The murders caused Kim Reid to grow up more quickly than she might have otherwise.

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And while all of this was happening, she was starting school at a mostly white Catholic private school where the same concerns that consumed Kim's life were nothing but a passing blip on the radar for the other students. When Kim asked them what they thought about the murders some knew nothing of them at all while others pointed out that it didn't affect them because the crimes were only happening to poor people. Kim faced racial tension at her new school. Memorably one group of boys I'd like to smack upside the head compared black people to shit, as in "how do black people know when their asses are clean since it's all the same color?

Her mother played similar dual roles--tough cop and caring mother stretched too thin.

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The writing is wonderful, the story of one girl and her family gripping. I highly recommend it. Dec 22, Iejones rated it it was amazing. I cannot believe that the 80s are becoming vintage - the teenagers are rocking styles and phrases that take me back to my teen years - Ah such is life - Kim Reid does an excellent job capturing this period - most likely the last period of childhood innocence.

This work covers a time in the life of African American children that was fraught with fear and suspicion - the Atlanta Child Murders - would cause anyone - who was a teen or pre-teen in the early 80s -- to shiver. Nevertheless, Reid allows I cannot believe that the 80s are becoming vintage - the teenagers are rocking styles and phrases that take me back to my teen years - Ah such is life - Kim Reid does an excellent job capturing this period - most likely the last period of childhood innocence. Nevertheless, Reid allows the reader to see how children are impacted by tragic news events when age mates are the victims and your mother is in law enforcement.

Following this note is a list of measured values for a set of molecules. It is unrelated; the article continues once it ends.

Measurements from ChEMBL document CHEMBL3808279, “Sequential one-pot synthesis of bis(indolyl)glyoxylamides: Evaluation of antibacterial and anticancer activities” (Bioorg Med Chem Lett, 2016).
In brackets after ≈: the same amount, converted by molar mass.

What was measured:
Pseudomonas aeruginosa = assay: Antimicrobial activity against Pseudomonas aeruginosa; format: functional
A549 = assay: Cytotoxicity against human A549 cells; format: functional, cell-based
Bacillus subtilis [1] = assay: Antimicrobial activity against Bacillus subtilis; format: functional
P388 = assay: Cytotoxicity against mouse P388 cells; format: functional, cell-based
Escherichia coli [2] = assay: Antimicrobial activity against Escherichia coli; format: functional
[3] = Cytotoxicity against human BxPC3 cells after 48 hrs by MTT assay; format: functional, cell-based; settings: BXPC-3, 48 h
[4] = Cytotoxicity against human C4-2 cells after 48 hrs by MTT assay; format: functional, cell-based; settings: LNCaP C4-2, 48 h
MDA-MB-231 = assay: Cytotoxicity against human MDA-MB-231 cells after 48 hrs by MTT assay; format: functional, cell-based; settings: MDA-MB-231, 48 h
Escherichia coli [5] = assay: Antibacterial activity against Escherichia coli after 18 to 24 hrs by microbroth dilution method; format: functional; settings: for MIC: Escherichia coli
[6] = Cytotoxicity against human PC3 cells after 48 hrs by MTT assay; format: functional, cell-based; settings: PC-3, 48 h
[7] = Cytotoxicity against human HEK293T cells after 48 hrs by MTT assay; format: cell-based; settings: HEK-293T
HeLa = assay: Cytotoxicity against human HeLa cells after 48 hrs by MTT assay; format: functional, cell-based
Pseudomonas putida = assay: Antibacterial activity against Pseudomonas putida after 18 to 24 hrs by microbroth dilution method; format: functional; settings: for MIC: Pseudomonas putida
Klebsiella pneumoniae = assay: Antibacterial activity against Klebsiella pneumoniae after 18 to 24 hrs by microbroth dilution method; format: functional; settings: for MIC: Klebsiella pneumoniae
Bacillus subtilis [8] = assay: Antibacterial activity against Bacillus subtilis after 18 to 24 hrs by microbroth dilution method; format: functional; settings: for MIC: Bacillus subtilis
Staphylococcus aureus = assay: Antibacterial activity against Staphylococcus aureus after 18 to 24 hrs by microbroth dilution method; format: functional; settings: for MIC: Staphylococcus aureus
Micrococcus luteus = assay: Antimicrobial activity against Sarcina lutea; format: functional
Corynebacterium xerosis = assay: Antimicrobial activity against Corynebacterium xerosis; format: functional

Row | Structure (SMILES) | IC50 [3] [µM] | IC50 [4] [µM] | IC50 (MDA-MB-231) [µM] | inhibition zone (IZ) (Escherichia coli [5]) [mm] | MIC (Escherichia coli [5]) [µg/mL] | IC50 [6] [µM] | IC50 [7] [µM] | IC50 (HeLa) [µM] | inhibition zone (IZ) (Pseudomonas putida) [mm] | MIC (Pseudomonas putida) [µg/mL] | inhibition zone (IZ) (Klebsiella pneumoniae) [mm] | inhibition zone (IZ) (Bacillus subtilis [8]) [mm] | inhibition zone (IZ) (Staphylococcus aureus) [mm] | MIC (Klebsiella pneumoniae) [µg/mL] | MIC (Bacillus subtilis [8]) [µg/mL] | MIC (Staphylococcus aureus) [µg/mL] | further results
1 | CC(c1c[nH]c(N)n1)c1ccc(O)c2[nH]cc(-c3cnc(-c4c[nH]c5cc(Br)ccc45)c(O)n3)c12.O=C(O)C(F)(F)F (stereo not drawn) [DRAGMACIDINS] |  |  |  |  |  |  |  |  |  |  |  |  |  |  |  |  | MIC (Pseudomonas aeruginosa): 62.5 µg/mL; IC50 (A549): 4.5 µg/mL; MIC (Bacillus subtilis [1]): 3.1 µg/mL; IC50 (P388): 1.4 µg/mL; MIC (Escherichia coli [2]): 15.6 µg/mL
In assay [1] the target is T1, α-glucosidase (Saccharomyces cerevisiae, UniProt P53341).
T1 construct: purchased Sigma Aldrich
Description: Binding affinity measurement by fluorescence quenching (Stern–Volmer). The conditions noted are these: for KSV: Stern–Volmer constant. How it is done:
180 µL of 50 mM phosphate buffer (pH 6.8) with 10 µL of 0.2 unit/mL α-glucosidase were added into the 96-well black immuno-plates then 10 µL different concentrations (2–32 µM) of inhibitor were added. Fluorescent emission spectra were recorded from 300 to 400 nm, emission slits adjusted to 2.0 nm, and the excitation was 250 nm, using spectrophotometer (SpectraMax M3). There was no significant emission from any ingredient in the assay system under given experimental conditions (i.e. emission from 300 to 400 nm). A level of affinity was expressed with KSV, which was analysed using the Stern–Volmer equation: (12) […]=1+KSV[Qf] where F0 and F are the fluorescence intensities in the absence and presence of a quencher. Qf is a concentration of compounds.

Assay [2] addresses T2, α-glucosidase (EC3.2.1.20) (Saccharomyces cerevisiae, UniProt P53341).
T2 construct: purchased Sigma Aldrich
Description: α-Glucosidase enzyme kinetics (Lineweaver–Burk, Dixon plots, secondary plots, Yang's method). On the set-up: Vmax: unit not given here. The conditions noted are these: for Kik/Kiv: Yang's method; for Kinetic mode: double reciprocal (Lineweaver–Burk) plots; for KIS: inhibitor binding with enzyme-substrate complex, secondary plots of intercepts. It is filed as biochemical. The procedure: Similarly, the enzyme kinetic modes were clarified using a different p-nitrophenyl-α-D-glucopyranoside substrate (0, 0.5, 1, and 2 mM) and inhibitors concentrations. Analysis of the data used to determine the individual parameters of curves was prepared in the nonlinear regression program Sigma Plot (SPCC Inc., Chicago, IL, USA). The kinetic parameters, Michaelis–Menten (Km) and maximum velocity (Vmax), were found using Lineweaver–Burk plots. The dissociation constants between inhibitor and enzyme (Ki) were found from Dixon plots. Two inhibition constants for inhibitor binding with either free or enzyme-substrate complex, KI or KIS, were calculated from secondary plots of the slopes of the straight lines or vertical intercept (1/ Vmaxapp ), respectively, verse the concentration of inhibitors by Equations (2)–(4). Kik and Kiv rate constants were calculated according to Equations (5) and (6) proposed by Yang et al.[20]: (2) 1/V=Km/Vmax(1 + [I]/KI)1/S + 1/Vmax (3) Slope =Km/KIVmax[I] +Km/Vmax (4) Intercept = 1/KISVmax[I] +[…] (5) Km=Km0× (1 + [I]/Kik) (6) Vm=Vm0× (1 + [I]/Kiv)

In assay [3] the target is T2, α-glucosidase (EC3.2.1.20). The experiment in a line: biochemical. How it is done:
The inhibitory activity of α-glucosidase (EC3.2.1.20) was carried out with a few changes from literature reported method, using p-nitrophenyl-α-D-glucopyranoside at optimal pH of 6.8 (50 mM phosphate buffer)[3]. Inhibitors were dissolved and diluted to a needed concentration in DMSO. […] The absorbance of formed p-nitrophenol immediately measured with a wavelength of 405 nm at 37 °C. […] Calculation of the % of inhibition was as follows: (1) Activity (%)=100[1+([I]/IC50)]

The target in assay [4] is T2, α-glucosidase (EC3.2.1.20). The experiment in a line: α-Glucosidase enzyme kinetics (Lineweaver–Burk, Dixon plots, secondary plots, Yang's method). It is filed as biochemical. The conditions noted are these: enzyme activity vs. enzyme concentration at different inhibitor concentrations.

Still, with the heart of a teenager, Kim recreates her pubescence with color, candor and craft. Kim draws the reader into her challenging moments in an integrated school setting where white boys and girls gave her grief to moments of teenage intimacy with the neighborhood fly boy and puppy love.

Raised by a single parent, who did not allow men to invade their space as mother and daughters, Kim allows the reader to feel the strength, respect and fear she held for mother. Through writing about the Atlanta child murders she has found a bit of release and rebellion. Kim acknowledges that her life was impacted by so many variables over which she had no control, this story released those emotions.

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Concurrently, this story is about rebellion over the injustice the murdered children recieved. Wayne Williams, an African American, was tried and convicted of 2 murders, while the other 20 plus murders remained unsolved. Apr 06, Missy rated it really liked it Shelves: coming-of-age , memoir. There are a lot of references to music, fashion and other things that were popular back then, and it was fun to read about Kim enjoying the same things that I did during that same time period. Her story centers around the Atlanta Child Murders that occurred over a three year time period, from to Kim's mother did not share a whole lot of information with Kim and her sister, Bridgette, but she did what she could do as a single mom to take care of her girls during that time.

During this time, Kim and her sister were not allowed to do most of the things that they used to enjoy doing. Kim loved to play basketball out in the street at dusk in the summertime, loved to go to parties in her neighborhood, and go shopping.

One by one, all of those things were "taken away" because of the murders. Although Kim resented her mother for making the new rules and working long, hard hours, she constantly reminded herself of what the effect of the murders was having on her mother. Kim Reid's memoir is honest, gritty and unforgettable. She held her head up high and was proud of who she was, where she lived, and who her mother was. This is a beautifully written memoir. Anyone who loves memoirs like I do will love it. It is an unforgettable story written by a very talented author. Sep 18, Michelle Leonard rated it it was amazing Shelves: faves , , apooo.